Lanny Schwartz, a partner with Davis, Polk and Wardwell, described the municipal adviser rule as the Dodd-Frank Act's “worst drafted” provision, crowd during a morning session on the far-reaching financial reform law.
Among the Dodd-Frank Act's many provisions were a handful (including the municipal adviser registration) that underscore the interest in Congress and among regulators for greater oversight of the municipal market, a regular source of financing for not-for-profit hospital and health system construction, renovation and other capital projects, such as information technology.
The Dodd-Frank Act also calls for an independent office of municipal securities within the SEC and creates an office of credit ratings. Congress also required the Government Accountability Office to undertake two studies of the transparency and operations of municipal markets, one of which will review whether to change laws that limit SEC oversight of tax-exempt borrowers.
Schwartz told the crowd it's unclear under Dodd-Frank who must register and what constitutes advice that would fall under the new rule. Ambiguity in the provision prompted a meeting last week between the SEC and the trade group's associate general counsel to raise questions and seek guidance, he said.
Martha Haines, chief of the SEC office of municipal securities, who spoke shortly after Schwartz, acknowledged regulators had to move quickly to enable advisors to register or face the possibility they would have to stop doing business.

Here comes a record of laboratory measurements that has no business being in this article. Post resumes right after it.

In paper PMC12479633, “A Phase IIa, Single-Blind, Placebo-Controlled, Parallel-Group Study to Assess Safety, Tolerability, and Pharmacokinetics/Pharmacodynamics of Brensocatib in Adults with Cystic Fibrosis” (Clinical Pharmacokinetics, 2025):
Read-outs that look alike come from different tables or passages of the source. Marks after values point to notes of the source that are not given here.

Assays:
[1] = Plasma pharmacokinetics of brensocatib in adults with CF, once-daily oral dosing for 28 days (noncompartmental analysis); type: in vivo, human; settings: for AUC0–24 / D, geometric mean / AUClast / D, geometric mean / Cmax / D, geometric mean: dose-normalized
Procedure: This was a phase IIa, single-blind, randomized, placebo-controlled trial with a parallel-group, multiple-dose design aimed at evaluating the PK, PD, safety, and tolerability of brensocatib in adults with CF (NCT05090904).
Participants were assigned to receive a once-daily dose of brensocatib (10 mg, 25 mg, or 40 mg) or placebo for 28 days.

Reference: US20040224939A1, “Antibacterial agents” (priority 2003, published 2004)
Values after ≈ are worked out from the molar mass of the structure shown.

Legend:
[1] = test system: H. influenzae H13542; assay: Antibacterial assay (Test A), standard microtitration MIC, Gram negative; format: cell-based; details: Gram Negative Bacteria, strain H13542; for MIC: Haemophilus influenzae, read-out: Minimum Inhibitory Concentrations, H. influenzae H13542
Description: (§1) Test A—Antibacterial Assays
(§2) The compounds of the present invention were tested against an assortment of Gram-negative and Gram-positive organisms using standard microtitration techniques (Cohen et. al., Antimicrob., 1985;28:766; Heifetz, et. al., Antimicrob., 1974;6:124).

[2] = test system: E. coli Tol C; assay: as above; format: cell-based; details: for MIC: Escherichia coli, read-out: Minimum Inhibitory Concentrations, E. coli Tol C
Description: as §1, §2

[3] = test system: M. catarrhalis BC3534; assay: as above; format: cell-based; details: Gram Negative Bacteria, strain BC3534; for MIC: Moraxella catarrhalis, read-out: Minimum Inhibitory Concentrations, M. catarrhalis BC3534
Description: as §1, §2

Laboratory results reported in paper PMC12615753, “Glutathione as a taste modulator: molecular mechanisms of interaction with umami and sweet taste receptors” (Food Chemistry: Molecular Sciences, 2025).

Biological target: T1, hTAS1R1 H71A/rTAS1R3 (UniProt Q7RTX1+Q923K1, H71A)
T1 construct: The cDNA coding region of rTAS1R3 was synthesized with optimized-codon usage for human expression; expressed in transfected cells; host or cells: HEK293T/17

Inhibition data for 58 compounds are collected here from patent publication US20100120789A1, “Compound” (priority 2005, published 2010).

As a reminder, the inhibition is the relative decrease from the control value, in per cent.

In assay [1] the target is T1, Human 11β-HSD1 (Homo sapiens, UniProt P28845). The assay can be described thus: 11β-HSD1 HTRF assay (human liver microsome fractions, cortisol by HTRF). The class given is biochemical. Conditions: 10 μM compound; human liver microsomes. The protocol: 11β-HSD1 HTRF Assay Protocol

Haines' comments suggested that not everyone subject to the new requirement would be prepared; she noted that the rule has been met with some surprise and she urged attendees to spread word of the new rule.
The agency said on Sept. 2 it had adopted temporary registration that would last until Dec. 31, 2011 or until regulators establish a permanent rule.
Haines also urged advisers to comment as regulators seek to draft rules for the newly regulated group. It's not the only avenue by which the SEC is seeking public comment on the market. The regulator also began hearings earlier this month for a broader review of transparency and disclosure in the $2.8 trillion municipal market, which the agency said would result in recommendations, potentially for legislation.
Melanie Evans covers healthcare finance for Modern Healthcare.